There is a growing need for safe and effective therapies for chronic pain, bringing more attention to mind-body approaches. This pilot study investigated whether a generalized training program incorporating mindfulness and compassion meditation would significantly impact specific outcomes for individuals suffering from chronic pain. This study also examined whether the impact of compassion training on participants with chronic pain would not only be noticeable to individuals closest to them, designated “significant others,” but also benefit these individuals, without undergoing the training themselves. Our primary hypothesis was that this training would result inve reduced pain severity in participants with chronic pain. We also expected decreased pain interference, anger, and emotional distress, as well as increased pain acceptance, psychological well-being, and compassion. We further hypothesized an improvement in the well-being of significant others. Participants with chronic pain took part in a 9-week compassion cultivation training course, and completed questionnaires and interviews both before and after the course. 12 participants with chronic pain were included in the final analysis (10 female, mean age=48.33, SD=10.80) as well as their significant others (3 female, mean age=49.17, SD=11.48). Of the measured outcomes, pain severity (p=.003) and anger (p=.014) were significantly reduced over time, while components of well-being (Ryff Environmental Mastery (p=.003) and Ryff Self-Acceptance (p=.028)) significantly increased over time in participants with chronic pain. There was no significant difference in significant others, but there was a trend in anger reduction. These findings suggest potential benefits of compassion training for chronic pain, and replicate some of the findings of Carson, et al.1 This was a pilot study and a larger powered, more controlled study is warranted to further investigate outcomes. (1. Carson, JW, et al. Loving-kindness meditation for chronic low back pain: Results from a pilot trial, 2005.)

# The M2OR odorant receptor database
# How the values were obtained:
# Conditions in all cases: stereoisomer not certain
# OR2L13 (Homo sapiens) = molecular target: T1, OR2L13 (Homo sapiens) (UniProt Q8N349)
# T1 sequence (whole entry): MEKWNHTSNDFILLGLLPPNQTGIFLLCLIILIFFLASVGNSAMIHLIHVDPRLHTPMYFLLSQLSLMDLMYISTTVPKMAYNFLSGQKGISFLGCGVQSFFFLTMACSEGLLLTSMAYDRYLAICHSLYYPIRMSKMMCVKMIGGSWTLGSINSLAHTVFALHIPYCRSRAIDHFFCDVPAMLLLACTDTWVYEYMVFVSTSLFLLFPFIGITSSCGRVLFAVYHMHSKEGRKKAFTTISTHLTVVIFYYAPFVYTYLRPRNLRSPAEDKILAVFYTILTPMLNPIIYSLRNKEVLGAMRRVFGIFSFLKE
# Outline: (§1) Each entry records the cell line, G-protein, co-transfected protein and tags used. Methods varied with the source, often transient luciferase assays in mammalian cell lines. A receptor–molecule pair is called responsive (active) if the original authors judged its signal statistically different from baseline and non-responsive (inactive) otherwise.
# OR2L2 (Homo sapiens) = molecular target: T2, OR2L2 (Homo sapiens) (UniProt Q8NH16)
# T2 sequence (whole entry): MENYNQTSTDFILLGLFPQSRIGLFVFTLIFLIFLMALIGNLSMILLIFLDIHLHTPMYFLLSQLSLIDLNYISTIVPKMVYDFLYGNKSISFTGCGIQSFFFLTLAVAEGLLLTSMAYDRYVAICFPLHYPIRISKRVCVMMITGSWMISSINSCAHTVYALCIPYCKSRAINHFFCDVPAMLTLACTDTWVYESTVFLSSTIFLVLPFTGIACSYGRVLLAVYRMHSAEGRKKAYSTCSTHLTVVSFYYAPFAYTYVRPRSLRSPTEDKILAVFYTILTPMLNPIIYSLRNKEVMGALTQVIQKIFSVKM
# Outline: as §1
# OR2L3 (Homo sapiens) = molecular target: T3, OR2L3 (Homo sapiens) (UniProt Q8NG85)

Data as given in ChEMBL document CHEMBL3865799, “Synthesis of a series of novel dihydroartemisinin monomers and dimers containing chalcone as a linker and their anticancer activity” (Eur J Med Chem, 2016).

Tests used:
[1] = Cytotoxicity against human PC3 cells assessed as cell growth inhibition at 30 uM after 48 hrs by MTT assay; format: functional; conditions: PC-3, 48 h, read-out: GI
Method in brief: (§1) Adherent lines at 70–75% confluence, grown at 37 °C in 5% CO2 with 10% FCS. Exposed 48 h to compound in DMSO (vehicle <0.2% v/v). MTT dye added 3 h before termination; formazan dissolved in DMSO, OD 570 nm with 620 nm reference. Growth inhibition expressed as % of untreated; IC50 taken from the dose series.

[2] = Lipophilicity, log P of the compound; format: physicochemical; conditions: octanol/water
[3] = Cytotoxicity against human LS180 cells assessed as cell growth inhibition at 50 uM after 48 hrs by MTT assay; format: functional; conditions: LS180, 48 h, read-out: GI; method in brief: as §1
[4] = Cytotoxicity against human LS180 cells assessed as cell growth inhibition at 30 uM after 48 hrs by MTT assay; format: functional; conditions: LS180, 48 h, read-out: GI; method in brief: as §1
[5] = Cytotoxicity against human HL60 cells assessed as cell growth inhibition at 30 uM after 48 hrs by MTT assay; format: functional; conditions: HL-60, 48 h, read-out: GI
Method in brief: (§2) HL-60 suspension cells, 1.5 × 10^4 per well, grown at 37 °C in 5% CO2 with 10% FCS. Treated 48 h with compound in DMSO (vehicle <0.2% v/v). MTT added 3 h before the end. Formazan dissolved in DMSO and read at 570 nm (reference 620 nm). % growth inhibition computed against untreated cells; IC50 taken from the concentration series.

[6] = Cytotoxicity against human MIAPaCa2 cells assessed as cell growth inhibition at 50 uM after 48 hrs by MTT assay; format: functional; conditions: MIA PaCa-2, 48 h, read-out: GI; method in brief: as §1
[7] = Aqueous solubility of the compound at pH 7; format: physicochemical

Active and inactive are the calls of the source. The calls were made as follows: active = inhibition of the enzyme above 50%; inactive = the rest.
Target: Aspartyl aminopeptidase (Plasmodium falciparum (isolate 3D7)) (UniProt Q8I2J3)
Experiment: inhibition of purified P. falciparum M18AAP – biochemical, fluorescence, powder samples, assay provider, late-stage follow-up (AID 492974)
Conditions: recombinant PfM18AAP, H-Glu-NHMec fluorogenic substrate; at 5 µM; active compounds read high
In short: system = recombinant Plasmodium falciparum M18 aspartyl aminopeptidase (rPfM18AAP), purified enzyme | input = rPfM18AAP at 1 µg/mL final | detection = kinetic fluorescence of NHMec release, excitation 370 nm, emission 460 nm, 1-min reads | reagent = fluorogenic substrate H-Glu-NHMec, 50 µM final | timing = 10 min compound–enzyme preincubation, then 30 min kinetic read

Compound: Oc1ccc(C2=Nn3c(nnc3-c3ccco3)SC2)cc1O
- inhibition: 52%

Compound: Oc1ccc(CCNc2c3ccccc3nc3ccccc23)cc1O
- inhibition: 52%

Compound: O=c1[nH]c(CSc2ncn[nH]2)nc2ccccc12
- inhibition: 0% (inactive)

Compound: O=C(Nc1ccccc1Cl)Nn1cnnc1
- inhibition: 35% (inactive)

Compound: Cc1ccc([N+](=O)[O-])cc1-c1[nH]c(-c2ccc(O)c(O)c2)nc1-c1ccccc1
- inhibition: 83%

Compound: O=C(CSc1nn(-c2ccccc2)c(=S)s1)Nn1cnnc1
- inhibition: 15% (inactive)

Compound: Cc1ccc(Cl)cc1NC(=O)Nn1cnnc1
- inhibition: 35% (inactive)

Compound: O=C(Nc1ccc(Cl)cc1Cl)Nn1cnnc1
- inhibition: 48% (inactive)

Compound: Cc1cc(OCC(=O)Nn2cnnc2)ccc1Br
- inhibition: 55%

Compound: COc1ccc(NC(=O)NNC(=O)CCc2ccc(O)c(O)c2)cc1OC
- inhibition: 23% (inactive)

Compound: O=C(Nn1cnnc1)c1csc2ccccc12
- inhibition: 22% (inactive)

© 2014 Published by Elsevier Inc.